Revision as of 20:51, 25 October 2010 by Glh (Talk | contribs)

Risk Assessment

Unlike some other nematodes, Caenorhabditis elegans is fully free-living and functions primarily as a digester of detritus, posing no threat except to those organisms (mostly bacteria) which it eats. Accordingly, concerns about researcher, public, and environmental safety are minimal. C. elegans can be safely cultured in a BSL-1 laboratory1. Since the worms are non-pathogenic organisms, and Biosafety level 1 practices are simple and safe, working with C. elegans carries a very low level of risk.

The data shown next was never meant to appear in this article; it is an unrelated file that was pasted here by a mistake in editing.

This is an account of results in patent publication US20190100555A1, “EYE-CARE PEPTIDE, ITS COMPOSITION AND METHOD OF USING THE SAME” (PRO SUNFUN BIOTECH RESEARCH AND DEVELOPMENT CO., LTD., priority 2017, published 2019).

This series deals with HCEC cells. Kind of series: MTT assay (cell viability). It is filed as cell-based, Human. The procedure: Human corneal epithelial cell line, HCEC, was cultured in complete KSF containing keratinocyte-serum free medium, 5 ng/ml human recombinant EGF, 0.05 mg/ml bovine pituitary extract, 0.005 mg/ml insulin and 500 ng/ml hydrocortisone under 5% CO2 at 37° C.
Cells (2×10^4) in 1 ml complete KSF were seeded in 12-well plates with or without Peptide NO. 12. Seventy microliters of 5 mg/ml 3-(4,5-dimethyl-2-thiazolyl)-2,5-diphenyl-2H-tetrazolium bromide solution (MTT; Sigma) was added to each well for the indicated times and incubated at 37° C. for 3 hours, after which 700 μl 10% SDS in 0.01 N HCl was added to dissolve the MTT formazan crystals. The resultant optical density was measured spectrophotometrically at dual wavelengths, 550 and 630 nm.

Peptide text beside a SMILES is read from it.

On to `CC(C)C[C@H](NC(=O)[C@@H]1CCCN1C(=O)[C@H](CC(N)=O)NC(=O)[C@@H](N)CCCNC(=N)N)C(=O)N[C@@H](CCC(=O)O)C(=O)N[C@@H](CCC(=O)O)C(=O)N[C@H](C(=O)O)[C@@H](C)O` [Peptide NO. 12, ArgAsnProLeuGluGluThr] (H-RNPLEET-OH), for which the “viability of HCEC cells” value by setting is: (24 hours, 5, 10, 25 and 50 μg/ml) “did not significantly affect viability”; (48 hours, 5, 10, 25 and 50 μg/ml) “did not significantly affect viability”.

The engineered C. elegans do not effect their environments, as our work focuses on proteins with intracellular effects that have no significant catalytic role. Thus, a malfunction in our BioBrick parts would pose minimal threat to humans, laboratory equipment, or other organisms. Further, our alterations do not grant the worms any advantages over the wildtype, making the spread of these alleles unlikely, should engineered worms be released into the environment.

In principle, our work does contain some risks in that it aims to make more advanced forms of synthetic biology more readily accessible, as well as providing a chassis that could potentially be used to create more dangerous projects such as catalytic mechanisms. However, by itself, our project poses no threat to its environment.

Footnotes and Citations

1: Biosafety Guidelines and Levels of Containment. Canadian Council on Animal Care. Accessed on 2010-06-22.